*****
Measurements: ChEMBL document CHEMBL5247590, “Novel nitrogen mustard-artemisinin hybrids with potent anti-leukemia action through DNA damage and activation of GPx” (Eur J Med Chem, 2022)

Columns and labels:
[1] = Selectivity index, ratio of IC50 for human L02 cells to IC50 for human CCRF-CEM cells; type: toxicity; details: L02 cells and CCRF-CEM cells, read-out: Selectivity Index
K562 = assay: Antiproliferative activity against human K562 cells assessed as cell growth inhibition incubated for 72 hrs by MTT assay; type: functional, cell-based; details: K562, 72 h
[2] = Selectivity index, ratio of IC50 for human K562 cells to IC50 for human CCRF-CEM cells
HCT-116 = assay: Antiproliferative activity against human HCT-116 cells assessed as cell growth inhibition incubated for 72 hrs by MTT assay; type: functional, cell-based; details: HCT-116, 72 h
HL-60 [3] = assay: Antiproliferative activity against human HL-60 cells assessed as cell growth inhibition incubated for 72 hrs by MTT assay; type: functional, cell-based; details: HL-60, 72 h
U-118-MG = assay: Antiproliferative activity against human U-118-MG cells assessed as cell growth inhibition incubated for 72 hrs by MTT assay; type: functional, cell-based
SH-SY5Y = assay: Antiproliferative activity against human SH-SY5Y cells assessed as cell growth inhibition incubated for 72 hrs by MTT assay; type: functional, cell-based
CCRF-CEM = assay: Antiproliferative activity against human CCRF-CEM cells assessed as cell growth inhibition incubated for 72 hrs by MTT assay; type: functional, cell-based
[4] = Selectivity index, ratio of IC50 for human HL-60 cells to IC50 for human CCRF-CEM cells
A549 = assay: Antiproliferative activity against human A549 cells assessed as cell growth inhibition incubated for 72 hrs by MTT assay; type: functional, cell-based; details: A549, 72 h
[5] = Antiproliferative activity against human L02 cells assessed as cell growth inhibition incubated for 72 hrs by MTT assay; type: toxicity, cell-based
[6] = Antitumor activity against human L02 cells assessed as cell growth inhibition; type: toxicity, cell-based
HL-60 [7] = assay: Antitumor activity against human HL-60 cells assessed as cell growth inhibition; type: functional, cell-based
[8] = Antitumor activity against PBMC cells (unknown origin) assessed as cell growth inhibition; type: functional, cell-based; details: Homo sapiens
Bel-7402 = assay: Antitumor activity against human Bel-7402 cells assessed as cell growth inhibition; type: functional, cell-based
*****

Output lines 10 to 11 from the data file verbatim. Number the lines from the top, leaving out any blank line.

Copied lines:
CCRF-CEM = assay: Antiproliferative activity against human CCRF-CEM cells assessed as cell growth inhibition incubated for 72 hrs by MTT assay; type: functional, cell-based
[4] = Selectivity index, ratio of IC50 for human HL-60 cells to IC50 for human CCRF-CEM cells